How do I repair lifted plaster skim coat?

dwpcDecember 7, 2012

For some unknown reason, our 1972 house has some rooms with 1/4" hardboard (e.g. common brown Masonite) interior walls covered with a plaster skim coat. The 1/8" or so skim coat was a quality job and nicely textured, so we don't want to rip the hardboard down and sheetrock it. However, since the hardboard and plaster expand differently, there are several narrow (3/4") areas along the hardboard butts where the skim coat has cracked at the seam and lifted from the backing just enough to be noticeable. If pressed back down, they virtually vanish. But how can I do it permanently?

Can anyone recommend a quick-acting non-water-based glue I could inject via syringe under the lifted skim coat that would secure the plaster to the hardboard? The problems are 1) a water-based glue may soften the skim coat and defeat the idea, and 2)there's no effective way to keep pressure on the affected areas for a common glue to set.

This issue extends a few ft here and there over about 20 ft of seams total. I'd like to avoid a big spackling job by busting out the lifted stuff. It would also be difficult to match to the existing wall textures. And I also have a hunch that spackling these areas will just cause more lifting as the moisture in the compound will soften the adjacent skim coat.

Here is a link that might be useful: These are the glue syringes I'd use

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akamainegrower

Any butt joint without reinforcing tape of some kind installed prior to a skim coat will fail, usually pretty quickly. Masonite is especially unstable so it's somewhat surprising that more seams have not opened up.

If you really want to try gluing, I'd opt for cyanoacrylate - aka super glue in the gel form so that it does not run excessively. Non-water containing and sets up fast enough so that a simple brace or even hand pressure would be all that's needed.

Not that it makes a great deal of difference, but are you sure the skim coat is actual plaster and not joint compound? I also hate to be pessimistic, but you'll likely have continuing problems with these joints.

    Bookmark   December 8, 2012 at 6:00AM
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dwpc

I think its plaster because it was textured and the pieces that I broke off seemed less chalky than dried compound. I thought of using regular liquid cyano glue so I can inject it; there's no other way to get under skim coat as the cracks are pretty tight. The lifting looks like an old wallpaper seam (that's what I thought it was when I first saw it). I planned to drill small holes for the injector. Any experience using cyano gel or liquid in a plastic injector syringe? They're not cheap so I'm hoping someone has tried this.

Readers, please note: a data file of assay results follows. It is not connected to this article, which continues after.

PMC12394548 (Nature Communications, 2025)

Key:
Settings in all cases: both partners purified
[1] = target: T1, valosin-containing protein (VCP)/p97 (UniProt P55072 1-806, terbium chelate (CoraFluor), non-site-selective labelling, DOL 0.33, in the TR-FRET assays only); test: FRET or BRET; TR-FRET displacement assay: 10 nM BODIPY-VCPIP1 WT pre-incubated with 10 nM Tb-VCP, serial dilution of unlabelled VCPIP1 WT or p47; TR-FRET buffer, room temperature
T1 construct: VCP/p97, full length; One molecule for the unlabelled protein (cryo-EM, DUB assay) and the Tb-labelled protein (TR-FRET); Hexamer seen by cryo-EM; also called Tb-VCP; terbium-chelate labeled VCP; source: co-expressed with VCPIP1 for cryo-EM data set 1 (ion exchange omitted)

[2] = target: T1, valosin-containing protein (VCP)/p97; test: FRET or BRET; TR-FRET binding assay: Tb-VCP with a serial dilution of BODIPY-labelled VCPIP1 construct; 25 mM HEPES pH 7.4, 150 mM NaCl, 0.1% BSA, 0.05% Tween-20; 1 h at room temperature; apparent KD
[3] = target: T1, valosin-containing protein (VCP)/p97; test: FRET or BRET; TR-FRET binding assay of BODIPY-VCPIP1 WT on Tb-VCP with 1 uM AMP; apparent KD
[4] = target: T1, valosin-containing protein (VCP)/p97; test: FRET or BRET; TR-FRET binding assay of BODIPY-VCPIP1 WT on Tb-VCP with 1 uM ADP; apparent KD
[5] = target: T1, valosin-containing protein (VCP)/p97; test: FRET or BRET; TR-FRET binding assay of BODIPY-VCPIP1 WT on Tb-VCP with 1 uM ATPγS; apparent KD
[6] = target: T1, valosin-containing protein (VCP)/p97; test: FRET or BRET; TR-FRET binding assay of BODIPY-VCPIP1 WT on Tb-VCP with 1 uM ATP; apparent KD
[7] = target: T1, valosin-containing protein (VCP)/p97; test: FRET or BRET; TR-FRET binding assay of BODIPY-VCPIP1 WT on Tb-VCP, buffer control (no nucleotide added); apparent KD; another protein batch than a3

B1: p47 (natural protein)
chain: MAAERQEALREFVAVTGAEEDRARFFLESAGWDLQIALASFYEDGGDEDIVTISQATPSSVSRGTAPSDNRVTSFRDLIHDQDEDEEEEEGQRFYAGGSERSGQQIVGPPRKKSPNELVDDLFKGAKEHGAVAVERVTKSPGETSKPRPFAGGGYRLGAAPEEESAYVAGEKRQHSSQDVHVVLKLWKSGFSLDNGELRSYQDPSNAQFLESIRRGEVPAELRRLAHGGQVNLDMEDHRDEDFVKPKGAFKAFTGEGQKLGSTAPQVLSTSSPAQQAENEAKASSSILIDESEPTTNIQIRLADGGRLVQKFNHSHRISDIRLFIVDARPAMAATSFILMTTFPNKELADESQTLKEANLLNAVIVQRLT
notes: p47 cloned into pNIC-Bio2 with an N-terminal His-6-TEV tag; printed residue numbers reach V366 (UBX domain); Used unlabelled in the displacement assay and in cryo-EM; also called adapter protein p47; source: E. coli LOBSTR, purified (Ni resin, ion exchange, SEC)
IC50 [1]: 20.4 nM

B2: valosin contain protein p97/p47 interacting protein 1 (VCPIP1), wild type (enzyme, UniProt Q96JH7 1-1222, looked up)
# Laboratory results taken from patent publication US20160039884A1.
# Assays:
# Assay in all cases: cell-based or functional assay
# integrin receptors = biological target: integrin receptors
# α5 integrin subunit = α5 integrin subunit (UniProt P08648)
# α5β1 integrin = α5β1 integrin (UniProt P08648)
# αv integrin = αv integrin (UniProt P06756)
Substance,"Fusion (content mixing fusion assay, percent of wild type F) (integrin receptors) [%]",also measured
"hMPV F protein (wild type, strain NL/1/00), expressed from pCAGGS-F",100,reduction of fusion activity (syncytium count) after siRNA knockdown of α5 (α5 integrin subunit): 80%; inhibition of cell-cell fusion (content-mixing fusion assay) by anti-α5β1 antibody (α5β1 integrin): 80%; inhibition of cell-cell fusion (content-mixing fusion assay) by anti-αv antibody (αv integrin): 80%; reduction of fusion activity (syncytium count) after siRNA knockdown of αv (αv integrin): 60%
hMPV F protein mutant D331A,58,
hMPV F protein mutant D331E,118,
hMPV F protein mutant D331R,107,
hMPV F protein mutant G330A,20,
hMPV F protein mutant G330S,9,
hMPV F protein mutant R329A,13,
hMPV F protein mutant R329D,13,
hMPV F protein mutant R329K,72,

Bookmark   December 8, 2012 at 12:34PM
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brickeyee

"I think its plaster because it was textured and the pieces that I broke off seemed less chalky than dried compound."

Throw the piece in a glass of water and see if it soften up.

Pre-mixed drywall compound will turn back into paste, setting compound and plaster will just sit there pretty much unaffected.

    Bookmark   December 8, 2012 at 1:27PM
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akamainegrower

I have never used cyano glue for wall repair, but have for other things. You really don't need a syringe. A squeeze-able bottle and a length of teflon tubing are all it takes. If the cracks are really tight, you'll probably better off with thin glue - this means quicker set up time, too. Hobby stores usually have the teflon tubing for model makers because it fits into the glue bottles and cyano won't stick to it. The cyano in small bottles is generally very expensive compared to that which is available from Rockler and other sources for woodworkers. They may have the tubing as well.

    Bookmark   December 9, 2012 at 8:45AM
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